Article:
Written by: Claire Allen
In the modern day, we tend to associate the word diet with restriction and deprivation. However, the word diet originally came from an old Greek root that means “manner of living”, and the word eventually came to signify how we support our lives by what we eat and drink. Many of us know intuitively that our “manner of living”, or our choices of food and drink, has a direct impact on our health. A good diet generally leads to good health and a better quality of life. However, there are hundreds, even thousands of foods and food products available to the average American consumer, and not all foods are alike in their nutritional benefits. What, then, constitutes a good, healthy diet?
Everyone must eat and drink to live. Eating food gives the body energy in the form of calories (a measurement of energy), and nutrients. Calories fuel the body to live and breathe, and nutrients keep bodily systems functioning normally. A good diet is based on the giving the body all of the calories and nutrients it needs through the foods we eat.
Calorie requirements are different for different people and depend on age, gender, and level of activity. Generally, adults need between 2,000 and 3,000 calories per day. You can find your specific calorie needs on this tip sheet of calorie requirements broken down by gender and age: (CLICK HERE)
There are six general categories of nutrients that we get from food: carbohydrates, proteins, fats, vitamins, minerals, and water. Your body needs all of these nutrients, and several of them are dependent on each other for proper absorption and use, so it is important that your diet includes balanced portions of all of them. Here are brief descriptions of each nutrient group and sources of each:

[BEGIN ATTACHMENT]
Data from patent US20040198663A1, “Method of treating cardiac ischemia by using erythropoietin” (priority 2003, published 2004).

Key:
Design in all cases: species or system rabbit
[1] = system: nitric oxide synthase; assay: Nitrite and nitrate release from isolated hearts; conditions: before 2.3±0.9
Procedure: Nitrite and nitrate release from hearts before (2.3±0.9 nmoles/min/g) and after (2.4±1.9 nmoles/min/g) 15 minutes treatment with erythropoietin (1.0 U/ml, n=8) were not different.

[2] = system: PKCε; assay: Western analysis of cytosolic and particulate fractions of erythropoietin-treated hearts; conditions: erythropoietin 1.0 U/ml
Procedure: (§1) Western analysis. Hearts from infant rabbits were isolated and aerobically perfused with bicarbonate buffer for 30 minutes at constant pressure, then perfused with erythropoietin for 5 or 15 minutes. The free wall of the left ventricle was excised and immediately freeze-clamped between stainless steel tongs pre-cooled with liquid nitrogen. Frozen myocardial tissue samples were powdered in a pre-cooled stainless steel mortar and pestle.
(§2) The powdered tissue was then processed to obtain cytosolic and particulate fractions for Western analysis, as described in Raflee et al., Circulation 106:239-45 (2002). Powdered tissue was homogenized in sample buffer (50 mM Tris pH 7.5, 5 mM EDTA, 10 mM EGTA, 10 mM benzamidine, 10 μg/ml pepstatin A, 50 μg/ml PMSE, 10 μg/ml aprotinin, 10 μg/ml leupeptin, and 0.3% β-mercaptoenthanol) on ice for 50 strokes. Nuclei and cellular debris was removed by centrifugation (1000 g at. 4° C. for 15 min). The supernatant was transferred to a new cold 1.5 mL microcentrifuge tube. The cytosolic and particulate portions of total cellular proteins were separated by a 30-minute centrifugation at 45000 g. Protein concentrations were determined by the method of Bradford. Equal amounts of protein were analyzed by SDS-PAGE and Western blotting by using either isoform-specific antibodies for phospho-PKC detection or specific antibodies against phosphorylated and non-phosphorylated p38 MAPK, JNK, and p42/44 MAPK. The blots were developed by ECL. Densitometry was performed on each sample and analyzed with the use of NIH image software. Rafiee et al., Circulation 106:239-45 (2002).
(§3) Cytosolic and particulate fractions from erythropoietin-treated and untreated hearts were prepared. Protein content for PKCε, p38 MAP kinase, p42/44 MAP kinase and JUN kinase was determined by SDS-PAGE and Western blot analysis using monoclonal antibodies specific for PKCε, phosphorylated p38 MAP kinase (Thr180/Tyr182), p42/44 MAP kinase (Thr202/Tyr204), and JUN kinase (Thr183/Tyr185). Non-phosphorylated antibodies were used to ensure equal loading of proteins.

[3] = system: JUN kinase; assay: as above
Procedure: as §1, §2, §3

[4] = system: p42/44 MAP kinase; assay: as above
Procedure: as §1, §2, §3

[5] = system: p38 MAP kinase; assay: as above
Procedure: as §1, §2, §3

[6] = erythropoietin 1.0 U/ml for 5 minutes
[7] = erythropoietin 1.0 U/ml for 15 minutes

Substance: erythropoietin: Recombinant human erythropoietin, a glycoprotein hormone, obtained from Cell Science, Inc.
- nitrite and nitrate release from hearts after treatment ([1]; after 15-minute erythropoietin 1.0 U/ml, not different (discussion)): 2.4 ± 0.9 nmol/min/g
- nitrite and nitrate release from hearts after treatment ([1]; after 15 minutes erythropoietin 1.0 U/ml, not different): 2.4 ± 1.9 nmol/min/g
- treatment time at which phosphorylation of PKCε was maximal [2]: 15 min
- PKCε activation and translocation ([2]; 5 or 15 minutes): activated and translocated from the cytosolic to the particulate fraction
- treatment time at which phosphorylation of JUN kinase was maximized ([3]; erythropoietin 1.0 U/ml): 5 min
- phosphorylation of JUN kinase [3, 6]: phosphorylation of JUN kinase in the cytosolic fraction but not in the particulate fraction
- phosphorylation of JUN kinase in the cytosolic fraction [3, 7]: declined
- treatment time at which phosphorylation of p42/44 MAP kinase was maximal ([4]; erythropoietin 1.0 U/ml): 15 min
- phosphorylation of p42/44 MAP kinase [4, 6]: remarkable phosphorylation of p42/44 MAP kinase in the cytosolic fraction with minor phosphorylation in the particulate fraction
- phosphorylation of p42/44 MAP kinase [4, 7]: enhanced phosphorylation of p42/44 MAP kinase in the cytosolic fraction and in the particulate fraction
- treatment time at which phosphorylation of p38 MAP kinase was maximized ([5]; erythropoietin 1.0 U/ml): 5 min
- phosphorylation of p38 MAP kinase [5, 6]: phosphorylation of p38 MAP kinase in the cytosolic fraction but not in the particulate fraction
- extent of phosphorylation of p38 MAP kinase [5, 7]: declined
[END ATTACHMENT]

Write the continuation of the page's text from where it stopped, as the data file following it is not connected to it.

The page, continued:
The body turns carbohydrates into a sugary fuel that it uses for energy. Although requirements vary by age and gender, generally 45%-65% of your diet should consist of carbohydrates.
There are both simple and complex carbohydrates in food. Simple carbohydrates are found in foods such as fruit, milk, and sweets (candy, soft drinks, etc). Complex carbohydrates are found in starchy vegetables like potatoes, whole grain products, and legumes. It is better to obtain most of your carbohydrates in complex rather than simple forms. Foods with complex carbohydrates usually have fiber, vitamins, and minerals, whereas many simple carbohydrate sources, especially sweets, are devoid of nutrition.
Whole grains are good way to get your carbohydrates. The U.S. Department of Agriculture Center for Nutrition Policy and Promotion encourages consumption of whole grains to boost intake of vitamins, minerals, and fiber, and to reduce risk of certain diseases. Whole grains include whole wheat, whole or rolled oats, brown rice, rye, barley, quinoa, millet, and products made from these grains. Refined grains, such as refined flours, are grains that have been milled to remove the bran and germ of the grain kernels. This process strips grains of many of their nutritional components, including fiber. As much as possible, replace refined grain products in your diet, such as white breads, white rice, and refined pastas, with whole grain alternatives.
Proteins are key structural components in the body and aid many bodily functions such as growth, digestion, and cell and tissue repair. Anywhere from 10% to 30% of your daily calories should come from protein.
Protein sources include lean meats, seafood, chicken, eggs, nuts, and legumes. Legumes, such as beans and lentils, are especially smart choices of protein because they nutrient-dense, high in fiber, and lower is fat than meat.
Most Americans already get enough protein in their diets, but if you need help identifying good protein choices, check out this Protein Foods Gallery